MOORE CHARITABLE FOUNDATION v. Andrew W.W. Caspersen Defendant.

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Supreme Court, Appellate Division, First Department, New York.

The MOORE CHARITABLE FOUNDATION, et al., Plaintiffs–Appellants–Respondents, v. PJT PARTNERS, INC., et al., Defendants–Respondents–Appellants, Andrew W.W. Caspersen Defendant.


Decided: December 03, 2019

Kern, J.P., Oing, Singh, Moulton, JJ. Susman Godfrey L.L.P., New York (Stephen Shackelford Jr. of counsel), for appellants-respondents. Paul, Weiss, Rifkind, Wharton & Garrison LLP, New York (Aidan Synnott of counsel), for respondents-appellants.

Order, Supreme Court, New York County (O. Peter Sherwood, J.), entered August 14, 2018, which granted the corporate defendants' motion to dismiss the causes of action for fraud based on respondeat superior and negligence, and denied the motion as to the cause of action for fraud based on apparent authority, and denied plaintiff's request to amend the complaint, unanimously modified, on the law, to dismiss the cause of action for fraud based on apparent authority, and otherwise affirmed, without costs. The Clerk is directed to enter judgment dismissing the complaint as against the corporate defendants.

Defendants' employee orchestrated a fraudulent scheme through a fictitious transaction solely for personal gain. Thus, defendants are not liable for that fraud under the doctrine of respondeat superior (see Bowman v. State of New York, 10 A.D.3d 315, 316, 781 N.Y.S.2d 103 [1st Dept. 2004]). It is of no moment that some of the fraudulently obtained funds were used to repay formerly embezzled funds so as to allow the employee to continue his fraudulent schemes undetected (see Heffernan v. Marine Midland Bank, 267 A.D.2d 83, 701 N.Y.S.2d 4 [1st Dept. 1999]).

The complaint fails to state a cause of action for negligent supervision, because it does not allege that defendants were aware of the facts that plaintiff contends would have put them on notice of the employee's criminal propensity (see Doe v. Alsaud, 12 F Supp 3d 674, 680 [S.D N.Y. 2014]).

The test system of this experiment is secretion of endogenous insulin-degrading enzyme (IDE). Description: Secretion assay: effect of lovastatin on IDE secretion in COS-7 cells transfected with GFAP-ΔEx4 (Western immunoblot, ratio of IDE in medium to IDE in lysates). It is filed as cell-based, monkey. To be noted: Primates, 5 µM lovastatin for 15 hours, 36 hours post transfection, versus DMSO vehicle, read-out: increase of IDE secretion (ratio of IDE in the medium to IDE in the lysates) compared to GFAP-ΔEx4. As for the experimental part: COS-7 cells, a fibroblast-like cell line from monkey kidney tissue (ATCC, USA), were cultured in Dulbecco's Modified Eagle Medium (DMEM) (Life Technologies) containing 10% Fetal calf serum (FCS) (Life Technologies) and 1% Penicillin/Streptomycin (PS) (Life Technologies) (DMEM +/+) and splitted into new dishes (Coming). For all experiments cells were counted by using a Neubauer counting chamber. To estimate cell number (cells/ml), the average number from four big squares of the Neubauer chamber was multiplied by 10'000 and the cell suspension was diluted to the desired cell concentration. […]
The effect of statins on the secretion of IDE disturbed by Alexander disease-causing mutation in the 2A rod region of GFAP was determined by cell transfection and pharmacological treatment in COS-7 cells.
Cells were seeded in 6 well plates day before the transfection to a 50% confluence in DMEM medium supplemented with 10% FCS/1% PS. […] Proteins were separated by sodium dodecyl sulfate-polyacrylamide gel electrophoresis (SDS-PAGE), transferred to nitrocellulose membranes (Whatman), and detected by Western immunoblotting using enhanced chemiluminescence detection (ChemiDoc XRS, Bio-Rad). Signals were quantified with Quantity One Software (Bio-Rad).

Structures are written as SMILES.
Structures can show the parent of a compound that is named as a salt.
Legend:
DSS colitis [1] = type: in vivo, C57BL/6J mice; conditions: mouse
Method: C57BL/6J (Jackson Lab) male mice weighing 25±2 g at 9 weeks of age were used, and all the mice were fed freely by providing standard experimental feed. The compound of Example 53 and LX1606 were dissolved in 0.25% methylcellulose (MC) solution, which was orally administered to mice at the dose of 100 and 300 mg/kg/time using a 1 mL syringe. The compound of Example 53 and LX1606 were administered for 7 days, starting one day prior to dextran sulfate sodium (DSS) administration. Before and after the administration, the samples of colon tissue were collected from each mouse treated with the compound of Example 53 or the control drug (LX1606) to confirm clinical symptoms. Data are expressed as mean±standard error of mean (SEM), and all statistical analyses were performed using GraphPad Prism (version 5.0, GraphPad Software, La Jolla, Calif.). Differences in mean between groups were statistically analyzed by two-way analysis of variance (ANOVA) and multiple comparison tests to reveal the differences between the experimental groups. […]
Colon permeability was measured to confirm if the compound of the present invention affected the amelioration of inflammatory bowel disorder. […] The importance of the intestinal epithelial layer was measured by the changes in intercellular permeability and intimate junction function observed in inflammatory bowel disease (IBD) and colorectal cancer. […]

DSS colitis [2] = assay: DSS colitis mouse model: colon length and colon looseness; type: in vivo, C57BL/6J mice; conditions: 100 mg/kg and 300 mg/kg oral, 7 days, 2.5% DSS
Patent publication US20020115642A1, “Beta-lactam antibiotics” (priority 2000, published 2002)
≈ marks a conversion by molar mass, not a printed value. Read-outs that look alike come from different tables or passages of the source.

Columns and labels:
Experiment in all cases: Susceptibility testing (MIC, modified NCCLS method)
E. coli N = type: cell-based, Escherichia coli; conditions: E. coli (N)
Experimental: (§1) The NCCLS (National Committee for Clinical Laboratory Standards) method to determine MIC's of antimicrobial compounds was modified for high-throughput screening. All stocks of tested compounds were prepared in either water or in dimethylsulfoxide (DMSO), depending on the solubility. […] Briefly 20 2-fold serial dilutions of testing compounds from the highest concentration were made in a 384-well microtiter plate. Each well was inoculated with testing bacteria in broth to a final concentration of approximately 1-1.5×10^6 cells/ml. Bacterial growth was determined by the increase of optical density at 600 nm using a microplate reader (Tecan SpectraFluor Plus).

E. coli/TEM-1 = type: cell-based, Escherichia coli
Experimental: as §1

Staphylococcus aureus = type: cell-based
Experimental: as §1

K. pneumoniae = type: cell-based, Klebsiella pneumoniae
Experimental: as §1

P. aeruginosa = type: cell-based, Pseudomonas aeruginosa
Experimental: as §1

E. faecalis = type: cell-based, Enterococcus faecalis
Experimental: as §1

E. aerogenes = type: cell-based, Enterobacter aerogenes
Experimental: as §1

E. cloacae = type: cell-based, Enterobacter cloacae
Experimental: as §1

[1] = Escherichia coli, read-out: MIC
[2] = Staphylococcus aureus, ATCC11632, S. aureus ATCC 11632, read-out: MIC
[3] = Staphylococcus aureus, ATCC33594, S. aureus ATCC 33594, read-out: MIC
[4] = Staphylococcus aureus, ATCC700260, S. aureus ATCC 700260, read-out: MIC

Further, the complaint also fails to allege that plaintiffs were ever customers of defendants, which is fatal to a claim of negligent supervision (see Gottlieb v. Sullivan & Cromwell, 203 A.D.2d 241, 609 N.Y.S.2d 344 [2d Dept. 1994]). Although defendants first raised this argument in reply on the motion, we consider it, because it is a question of law that can be resolved on the face of the existing record (see Chateau D'If Corp. v. City of New York, 219 A.D.2d 205, 209, 641 N.Y.S.2d 252 [1st Dept. 1996], lv denied 88 N.Y.2d 811, 649 N.Y.S.2d 379, 672 N.E.2d 605 [1996]).

The court providently exercised its discretion in denying plaintiffs' unelaborated request for leave to amend (see McBride v. KPMG Intl., 135 A.D.3d 576, 580, 24 N.Y.S.3d 257 [1st Dept. 2016]).

The cause of action for fraud based on apparent authority should be dismissed, because the complaint does not identify any words or conduct of defendants that would give rise to a belief on plaintiffs' part that defendants' employee had authority to enter into the transaction (see Hallock v. State of New York, 64 N.Y.2d 224, 231, 485 N.Y.S.2d 510, 474 N.E.2d 1178 [1984]). At most, the allegations establish that defendants had imbued the employee with actual authority with respect to a somewhat related but different type of transaction (see Standard Funding Corp. v. Lewitt, 89 N.Y.2d 546, 551, 656 N.Y.S.2d 188, 678 N.E.2d 874 [1997]).